God does not play dice—alone

Albert Einstein contributed some of the most groundbreaking concepts to modern physics. Most people cannot begin to understand how far he pushed the boundaries of human knowledge, but even fewer realized how hard he fell towards the end of his career.

Although Einstein’s relativity models accurately predicted phenomenon in the huge depths of space, they directly conflicted with another model, quantum mechanics, which accurately predicted phenomenon at the unimaginably small sub-atomic level. Because neither model set overshadowed the other, modern day physicists have had to accept, for the time being, that these two different sets of universal laws could exist in their separate domains.

Einstein tried for the rest of his life to form one unified set of laws, but he never did. We remember him today as the archetypical genius, but we forget that there was a time in this man’s life when he faded out of the public limelight, when he could not produce the amazing work so long ago that revolutionized the field of physics.

What is it that makes such successful people fall? Many of us may never reach the success that Einstein had, but we, even as students, want to know how our lives work. Though our personal successes may not be as important as understanding the natural laws that govern reality, we’re only human. We want a peace of mind.

Are our entire lives already predetermined, or is everything that happens a result of some random probability we call free will?

Free will is the idea most of us like to believe in. The idea that we have the power to direct our destinies gives us hope. If a person chooses to study hard from the beginning of first grade all the way to graduate school, they will likely live a life with less suffering than someone who dropped out of middle school. The problem is, even if a person worked hard all their life in school, they could always choose to make a mistake later on. They might choose to become an alcoholic, cheat on their spouse, or drive carelessly one day and kill themselves and their entire family.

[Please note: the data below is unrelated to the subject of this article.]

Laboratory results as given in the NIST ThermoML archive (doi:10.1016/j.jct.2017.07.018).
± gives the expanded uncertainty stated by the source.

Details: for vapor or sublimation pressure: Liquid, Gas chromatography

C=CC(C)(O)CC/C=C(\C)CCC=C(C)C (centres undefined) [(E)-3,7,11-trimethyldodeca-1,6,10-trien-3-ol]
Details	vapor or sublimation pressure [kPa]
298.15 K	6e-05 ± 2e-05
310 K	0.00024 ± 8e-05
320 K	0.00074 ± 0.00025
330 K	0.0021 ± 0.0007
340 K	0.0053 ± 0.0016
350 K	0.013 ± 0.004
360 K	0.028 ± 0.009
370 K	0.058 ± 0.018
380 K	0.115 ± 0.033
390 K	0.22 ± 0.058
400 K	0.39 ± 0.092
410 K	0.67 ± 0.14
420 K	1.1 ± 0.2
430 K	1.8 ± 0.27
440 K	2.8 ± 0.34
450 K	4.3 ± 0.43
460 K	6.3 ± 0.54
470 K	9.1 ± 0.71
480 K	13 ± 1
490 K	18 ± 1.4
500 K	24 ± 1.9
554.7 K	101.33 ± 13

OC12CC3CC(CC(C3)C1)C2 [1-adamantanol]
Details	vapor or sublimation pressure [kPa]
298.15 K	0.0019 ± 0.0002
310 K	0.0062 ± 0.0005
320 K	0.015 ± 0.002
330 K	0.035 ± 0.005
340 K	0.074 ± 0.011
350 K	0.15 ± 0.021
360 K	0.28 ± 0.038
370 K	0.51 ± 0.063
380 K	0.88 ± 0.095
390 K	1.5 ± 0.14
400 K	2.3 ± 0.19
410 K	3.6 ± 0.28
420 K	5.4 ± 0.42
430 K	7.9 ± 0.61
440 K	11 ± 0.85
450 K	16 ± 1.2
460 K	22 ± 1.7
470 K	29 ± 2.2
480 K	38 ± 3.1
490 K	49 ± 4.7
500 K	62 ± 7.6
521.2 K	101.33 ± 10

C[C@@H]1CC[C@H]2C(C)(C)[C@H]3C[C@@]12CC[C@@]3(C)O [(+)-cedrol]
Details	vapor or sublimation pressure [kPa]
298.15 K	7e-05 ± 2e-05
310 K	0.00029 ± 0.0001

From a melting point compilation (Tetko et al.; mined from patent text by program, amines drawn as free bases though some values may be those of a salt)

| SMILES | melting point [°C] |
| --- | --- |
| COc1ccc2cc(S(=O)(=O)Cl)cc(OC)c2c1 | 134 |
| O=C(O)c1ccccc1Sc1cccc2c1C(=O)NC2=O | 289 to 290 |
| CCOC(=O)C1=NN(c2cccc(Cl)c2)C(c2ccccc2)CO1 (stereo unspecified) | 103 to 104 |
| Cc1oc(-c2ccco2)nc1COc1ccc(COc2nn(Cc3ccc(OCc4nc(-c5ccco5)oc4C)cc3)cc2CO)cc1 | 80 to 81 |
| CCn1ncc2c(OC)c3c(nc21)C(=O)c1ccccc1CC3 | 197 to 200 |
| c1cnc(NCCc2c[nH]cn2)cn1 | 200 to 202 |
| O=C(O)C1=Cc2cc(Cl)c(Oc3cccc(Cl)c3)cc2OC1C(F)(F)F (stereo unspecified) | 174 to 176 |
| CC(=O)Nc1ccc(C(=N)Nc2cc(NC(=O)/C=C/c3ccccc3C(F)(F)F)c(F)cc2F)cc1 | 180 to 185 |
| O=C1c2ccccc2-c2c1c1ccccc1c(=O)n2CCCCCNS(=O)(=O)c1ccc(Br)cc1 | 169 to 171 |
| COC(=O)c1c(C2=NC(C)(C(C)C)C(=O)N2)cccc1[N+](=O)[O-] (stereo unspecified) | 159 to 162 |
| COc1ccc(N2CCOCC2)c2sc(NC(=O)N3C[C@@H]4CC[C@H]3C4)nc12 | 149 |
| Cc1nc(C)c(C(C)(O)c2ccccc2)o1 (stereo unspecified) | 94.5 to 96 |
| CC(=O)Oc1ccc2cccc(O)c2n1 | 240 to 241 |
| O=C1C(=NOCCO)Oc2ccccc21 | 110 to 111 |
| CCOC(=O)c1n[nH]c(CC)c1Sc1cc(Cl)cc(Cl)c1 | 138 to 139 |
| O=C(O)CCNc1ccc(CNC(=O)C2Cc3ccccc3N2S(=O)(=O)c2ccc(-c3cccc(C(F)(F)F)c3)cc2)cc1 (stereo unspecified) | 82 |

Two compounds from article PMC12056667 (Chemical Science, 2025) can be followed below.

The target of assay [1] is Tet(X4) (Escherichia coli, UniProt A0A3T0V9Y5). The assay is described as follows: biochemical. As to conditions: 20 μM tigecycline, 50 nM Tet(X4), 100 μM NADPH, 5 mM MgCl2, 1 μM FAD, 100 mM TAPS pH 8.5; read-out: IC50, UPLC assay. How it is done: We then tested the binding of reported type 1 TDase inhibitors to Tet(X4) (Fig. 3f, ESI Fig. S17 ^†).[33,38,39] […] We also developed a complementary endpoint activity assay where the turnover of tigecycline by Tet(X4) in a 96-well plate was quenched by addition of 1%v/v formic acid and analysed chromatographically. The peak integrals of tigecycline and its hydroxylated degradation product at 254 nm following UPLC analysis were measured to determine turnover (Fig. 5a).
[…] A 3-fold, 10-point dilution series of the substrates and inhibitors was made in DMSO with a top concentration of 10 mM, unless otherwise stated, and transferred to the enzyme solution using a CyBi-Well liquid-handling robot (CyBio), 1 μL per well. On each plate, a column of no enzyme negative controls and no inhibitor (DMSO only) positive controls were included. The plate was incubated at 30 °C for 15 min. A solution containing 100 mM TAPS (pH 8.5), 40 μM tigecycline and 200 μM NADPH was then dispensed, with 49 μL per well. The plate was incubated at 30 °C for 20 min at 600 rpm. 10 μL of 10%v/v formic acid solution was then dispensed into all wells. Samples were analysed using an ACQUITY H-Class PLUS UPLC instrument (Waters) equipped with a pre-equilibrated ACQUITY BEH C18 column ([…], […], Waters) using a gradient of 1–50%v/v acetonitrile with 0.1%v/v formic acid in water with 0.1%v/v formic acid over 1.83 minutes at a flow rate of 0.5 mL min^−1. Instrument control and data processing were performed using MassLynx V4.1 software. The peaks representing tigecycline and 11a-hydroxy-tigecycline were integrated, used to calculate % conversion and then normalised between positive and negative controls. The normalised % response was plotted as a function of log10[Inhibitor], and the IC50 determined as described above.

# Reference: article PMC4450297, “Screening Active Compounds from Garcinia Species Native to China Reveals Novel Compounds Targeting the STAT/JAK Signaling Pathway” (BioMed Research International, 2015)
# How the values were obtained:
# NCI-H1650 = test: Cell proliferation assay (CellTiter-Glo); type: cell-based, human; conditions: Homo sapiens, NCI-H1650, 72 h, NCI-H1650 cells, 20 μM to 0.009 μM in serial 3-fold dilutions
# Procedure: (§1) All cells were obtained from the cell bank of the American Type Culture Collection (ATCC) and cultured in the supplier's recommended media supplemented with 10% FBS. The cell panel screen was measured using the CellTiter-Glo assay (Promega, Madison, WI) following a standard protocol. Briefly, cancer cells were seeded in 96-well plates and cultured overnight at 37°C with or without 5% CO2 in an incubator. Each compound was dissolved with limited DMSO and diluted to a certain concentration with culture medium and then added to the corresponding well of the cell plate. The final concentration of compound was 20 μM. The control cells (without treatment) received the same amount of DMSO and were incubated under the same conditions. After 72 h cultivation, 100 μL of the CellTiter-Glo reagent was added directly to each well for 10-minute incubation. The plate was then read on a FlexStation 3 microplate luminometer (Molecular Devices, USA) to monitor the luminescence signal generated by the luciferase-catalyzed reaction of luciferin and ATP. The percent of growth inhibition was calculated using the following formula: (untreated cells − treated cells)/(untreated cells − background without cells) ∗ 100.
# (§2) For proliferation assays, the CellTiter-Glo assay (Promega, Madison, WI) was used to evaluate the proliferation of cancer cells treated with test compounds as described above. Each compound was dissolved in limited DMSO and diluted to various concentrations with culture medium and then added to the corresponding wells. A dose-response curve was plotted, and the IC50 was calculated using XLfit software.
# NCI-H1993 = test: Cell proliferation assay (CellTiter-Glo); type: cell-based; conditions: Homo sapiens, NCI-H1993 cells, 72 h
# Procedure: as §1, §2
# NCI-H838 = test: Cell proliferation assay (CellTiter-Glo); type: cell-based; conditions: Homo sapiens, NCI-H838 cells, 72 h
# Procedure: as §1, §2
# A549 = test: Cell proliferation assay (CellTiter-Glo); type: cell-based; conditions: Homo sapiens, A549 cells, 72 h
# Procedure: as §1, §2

So does that mean that everyone who fails in life chooses to do so? Yes, if we assume that we can always choose to be successful. That is not always the case.

There are situations in life that can disadvantage a person’s range of possibilities in life, but the prevailing attitude is that one can only try harder.

It may be that down to the last neuron in our brain, down to the last atom in our environment, we are hardwired and destined for either success or failure. This struggle between the predictable and the unpredictable was the same one that Einstein faced. His models of relativity, like many before his, suggested that there was always an exact cause for every effect, but quantum mechanics suggested that there was only a likely probability something would happen.

In a letter to a prominent quantum mechanics researcher, Einstein wrote, “Quantum mechanics is certainly imposing. But an inner voice tells me that it is not yet the real thing…I, at any rate, am convinced that He (God) does not throw dice.”

The struggle between choice and destiny is nothing new, we can only try our best to ignore it and work hard. If God does indeed play dice, maybe we can also throw in our own dice to even the odds.